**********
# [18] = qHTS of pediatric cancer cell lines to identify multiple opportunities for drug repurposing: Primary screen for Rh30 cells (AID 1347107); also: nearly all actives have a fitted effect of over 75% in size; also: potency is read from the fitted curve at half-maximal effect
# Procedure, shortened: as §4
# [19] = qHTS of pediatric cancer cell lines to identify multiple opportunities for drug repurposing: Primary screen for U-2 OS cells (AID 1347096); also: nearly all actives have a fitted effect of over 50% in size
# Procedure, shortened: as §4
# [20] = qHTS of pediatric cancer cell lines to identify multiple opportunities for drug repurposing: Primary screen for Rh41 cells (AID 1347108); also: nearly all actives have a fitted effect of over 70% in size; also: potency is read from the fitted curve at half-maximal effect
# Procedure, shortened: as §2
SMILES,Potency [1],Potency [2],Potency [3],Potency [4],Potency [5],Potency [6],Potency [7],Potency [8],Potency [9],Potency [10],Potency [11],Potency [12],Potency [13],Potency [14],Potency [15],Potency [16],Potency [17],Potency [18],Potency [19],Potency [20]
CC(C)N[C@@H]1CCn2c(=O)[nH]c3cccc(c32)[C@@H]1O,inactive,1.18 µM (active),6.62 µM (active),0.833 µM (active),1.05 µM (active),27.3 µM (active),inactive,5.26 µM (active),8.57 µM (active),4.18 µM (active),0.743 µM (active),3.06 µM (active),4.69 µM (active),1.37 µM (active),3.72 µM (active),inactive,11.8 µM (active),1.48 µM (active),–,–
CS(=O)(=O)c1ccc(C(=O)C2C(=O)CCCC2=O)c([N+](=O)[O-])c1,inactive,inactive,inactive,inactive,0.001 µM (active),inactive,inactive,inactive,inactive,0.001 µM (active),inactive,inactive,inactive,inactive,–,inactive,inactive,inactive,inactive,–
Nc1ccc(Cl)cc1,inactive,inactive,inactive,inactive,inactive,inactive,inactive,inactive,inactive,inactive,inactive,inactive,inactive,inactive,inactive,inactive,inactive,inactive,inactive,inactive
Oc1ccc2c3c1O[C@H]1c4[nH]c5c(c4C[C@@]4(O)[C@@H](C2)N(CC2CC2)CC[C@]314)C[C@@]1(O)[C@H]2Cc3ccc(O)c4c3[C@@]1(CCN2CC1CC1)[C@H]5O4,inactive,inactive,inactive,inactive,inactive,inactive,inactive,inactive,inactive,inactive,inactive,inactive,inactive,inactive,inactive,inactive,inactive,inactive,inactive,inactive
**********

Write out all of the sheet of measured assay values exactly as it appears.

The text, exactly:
# [18] = qHTS of pediatric cancer cell lines to identify multiple opportunities for drug repurposing: Primary screen for Rh30 cells (AID 1347107); also: nearly all actives have a fitted effect of over 75% in size; also: potency is read from the fitted curve at half-maximal effect
# Procedure, shortened: as §4
# [19] = qHTS of pediatric cancer cell lines to identify multiple opportunities for drug repurposing: Primary screen for U-2 OS cells (AID 1347096); also: nearly all actives have a fitted effect of over 50% in size
# Procedure, shortened: as §4
# [20] = qHTS of pediatric cancer cell lines to identify multiple opportunities for drug repurposing: Primary screen for Rh41 cells (AID 1347108); also: nearly all actives have a fitted effect of over 70% in size; also: potency is read from the fitted curve at half-maximal effect
# Procedure, shortened: as §2
SMILES,Potency [1],Potency [2],Potency [3],Potency [4],Potency [5],Potency [6],Potency [7],Potency [8],Potency [9],Potency [10],Potency [11],Potency [12],Potency [13],Potency [14],Potency [15],Potency [16],Potency [17],Potency [18],Potency [19],Potency [20]
CC(C)N[C@@H]1CCn2c(=O)[nH]c3cccc(c32)[C@@H]1O,inactive,1.18 µM (active),6.62 µM (active),0.833 µM (active),1.05 µM (active),27.3 µM (active),inactive,5.26 µM (active),8.57 µM (active),4.18 µM (active),0.743 µM (active),3.06 µM (active),4.69 µM (active),1.37 µM (active),3.72 µM (active),inactive,11.8 µM (active),1.48 µM (active),–,–
CS(=O)(=O)c1ccc(C(=O)C2C(=O)CCCC2=O)c([N+](=O)[O-])c1,inactive,inactive,inactive,inactive,0.001 µM (active),inactive,inactive,inactive,inactive,0.001 µM (active),inactive,inactive,inactive,inactive,–,inactive,inactive,inactive,inactive,–
Nc1ccc(Cl)cc1,inactive,inactive,inactive,inactive,inactive,inactive,inactive,inactive,inactive,inactive,inactive,inactive,inactive,inactive,inactive,inactive,inactive,inactive,inactive,inactive
Oc1ccc2c3c1O[C@H]1c4[nH]c5c(c4C[C@@]4(O)[C@@H](C2)N(CC2CC2)CC[C@]314)C[C@@]1(O)[C@H]2Cc3ccc(O)c4c3[C@@]1(CCN2CC1CC1)[C@H]5O4,inactive,inactive,inactive,inactive,inactive,inactive,inactive,inactive,inactive,inactive,inactive,inactive,inactive,inactive,inactive,inactive,inactive,inactive,inactive,inactive